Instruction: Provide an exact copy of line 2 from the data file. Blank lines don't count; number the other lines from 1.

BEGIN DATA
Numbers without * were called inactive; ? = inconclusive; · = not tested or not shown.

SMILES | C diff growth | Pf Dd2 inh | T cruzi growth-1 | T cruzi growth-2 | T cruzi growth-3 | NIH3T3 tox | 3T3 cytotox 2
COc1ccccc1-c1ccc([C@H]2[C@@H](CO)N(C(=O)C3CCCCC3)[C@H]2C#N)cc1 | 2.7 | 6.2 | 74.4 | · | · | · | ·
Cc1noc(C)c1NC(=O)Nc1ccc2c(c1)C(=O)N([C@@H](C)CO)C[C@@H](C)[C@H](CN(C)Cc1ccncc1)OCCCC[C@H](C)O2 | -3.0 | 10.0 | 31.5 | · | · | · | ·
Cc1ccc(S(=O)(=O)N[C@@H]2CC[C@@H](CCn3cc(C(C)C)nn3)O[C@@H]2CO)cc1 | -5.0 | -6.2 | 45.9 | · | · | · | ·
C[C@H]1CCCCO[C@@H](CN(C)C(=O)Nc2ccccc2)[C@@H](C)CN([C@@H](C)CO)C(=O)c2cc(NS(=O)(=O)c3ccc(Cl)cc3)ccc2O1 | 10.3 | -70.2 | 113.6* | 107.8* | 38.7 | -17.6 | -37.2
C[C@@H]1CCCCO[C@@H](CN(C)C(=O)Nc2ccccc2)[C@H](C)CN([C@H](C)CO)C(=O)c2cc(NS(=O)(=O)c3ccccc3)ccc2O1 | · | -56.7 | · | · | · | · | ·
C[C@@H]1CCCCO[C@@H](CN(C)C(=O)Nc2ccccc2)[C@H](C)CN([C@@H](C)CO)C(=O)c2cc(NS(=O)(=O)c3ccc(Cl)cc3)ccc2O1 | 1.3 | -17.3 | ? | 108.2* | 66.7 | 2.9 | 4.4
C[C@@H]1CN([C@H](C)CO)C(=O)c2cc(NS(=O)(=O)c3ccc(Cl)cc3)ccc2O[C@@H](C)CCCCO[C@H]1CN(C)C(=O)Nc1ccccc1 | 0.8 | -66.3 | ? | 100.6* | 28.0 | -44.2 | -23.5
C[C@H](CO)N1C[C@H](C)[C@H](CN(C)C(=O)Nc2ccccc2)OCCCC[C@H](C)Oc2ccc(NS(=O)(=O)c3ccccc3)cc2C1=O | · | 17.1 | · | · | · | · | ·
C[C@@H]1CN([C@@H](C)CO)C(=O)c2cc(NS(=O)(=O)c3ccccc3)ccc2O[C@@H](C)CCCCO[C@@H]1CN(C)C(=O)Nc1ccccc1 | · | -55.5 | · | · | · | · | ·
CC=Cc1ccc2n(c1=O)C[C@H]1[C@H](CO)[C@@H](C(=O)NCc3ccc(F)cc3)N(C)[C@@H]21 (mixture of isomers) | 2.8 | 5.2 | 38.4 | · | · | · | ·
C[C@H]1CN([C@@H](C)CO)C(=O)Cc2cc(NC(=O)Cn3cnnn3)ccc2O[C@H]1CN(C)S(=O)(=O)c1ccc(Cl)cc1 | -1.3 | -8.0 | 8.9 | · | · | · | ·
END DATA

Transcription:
SMILES | C diff growth | Pf Dd2 inh | T cruzi growth-1 | T cruzi growth-2 | T cruzi growth-3 | NIH3T3 tox | 3T3 cytotox 2